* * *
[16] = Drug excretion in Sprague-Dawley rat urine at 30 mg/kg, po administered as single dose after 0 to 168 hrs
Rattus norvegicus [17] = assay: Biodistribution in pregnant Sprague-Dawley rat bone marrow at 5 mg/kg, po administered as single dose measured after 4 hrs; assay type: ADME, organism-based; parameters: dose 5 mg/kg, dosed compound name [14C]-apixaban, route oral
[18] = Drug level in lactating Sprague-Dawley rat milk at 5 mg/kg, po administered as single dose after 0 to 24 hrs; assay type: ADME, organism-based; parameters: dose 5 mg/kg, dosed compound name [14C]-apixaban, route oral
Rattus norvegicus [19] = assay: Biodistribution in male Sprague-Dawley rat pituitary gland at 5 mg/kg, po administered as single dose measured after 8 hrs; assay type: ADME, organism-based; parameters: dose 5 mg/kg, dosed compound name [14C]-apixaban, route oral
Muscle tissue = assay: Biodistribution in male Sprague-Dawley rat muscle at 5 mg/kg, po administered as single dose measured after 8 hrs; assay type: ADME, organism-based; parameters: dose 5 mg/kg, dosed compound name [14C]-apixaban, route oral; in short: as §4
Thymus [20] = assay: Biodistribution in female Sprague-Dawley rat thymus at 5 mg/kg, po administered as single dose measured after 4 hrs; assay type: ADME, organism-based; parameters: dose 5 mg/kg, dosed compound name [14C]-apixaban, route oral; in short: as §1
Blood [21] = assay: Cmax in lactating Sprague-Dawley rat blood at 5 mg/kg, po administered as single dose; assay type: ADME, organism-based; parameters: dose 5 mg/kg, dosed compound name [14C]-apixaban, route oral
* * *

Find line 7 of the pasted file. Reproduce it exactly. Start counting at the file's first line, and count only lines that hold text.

Blood [21] = assay: Cmax in lactating Sprague-Dawley rat blood at 5 mg/kg, po administered as single dose; assay type: ADME, organism-based; parameters: dose 5 mg/kg, dosed compound name [14C]-apixaban, route oral